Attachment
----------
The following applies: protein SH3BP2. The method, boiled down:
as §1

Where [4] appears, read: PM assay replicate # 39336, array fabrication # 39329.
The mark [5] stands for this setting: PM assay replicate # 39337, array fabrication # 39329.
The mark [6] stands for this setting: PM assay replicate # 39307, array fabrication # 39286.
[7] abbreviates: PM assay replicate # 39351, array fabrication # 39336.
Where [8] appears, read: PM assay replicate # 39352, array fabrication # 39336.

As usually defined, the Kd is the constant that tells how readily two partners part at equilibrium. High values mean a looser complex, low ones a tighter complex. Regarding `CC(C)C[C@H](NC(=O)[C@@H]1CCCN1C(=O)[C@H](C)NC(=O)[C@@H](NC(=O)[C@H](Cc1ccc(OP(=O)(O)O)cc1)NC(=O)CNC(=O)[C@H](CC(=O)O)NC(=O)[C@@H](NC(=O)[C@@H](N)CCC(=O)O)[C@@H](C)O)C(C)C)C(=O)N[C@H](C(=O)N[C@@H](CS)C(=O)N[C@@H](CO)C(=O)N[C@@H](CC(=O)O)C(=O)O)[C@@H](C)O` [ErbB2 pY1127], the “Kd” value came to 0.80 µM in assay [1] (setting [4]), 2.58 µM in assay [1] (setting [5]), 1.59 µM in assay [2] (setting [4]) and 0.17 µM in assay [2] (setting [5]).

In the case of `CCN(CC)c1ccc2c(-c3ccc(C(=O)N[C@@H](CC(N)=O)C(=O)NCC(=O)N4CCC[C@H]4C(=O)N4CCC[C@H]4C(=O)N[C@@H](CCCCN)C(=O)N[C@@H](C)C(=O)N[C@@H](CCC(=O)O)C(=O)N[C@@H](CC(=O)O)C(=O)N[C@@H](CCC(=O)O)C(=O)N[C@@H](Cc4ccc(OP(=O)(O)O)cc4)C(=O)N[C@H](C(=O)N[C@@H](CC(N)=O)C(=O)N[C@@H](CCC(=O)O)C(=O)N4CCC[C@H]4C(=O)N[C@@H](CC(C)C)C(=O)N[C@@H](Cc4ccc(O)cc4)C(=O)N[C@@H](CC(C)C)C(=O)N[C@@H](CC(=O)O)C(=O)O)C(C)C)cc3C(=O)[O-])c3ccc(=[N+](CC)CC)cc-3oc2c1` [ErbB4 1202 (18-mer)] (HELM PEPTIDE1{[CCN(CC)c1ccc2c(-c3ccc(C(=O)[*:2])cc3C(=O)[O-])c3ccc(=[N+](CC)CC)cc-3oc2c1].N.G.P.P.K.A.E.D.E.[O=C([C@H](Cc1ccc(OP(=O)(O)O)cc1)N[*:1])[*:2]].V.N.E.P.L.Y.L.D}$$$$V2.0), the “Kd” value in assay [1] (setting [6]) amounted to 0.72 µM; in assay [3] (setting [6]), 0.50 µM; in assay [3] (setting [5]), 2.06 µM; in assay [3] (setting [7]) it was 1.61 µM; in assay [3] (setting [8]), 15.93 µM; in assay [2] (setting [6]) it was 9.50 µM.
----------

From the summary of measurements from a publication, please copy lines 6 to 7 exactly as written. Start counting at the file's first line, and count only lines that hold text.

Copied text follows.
[7] abbreviates: PM assay replicate # 39351, array fabrication # 39336.
Where [8] appears, read: PM assay replicate # 39352, array fabrication # 39336.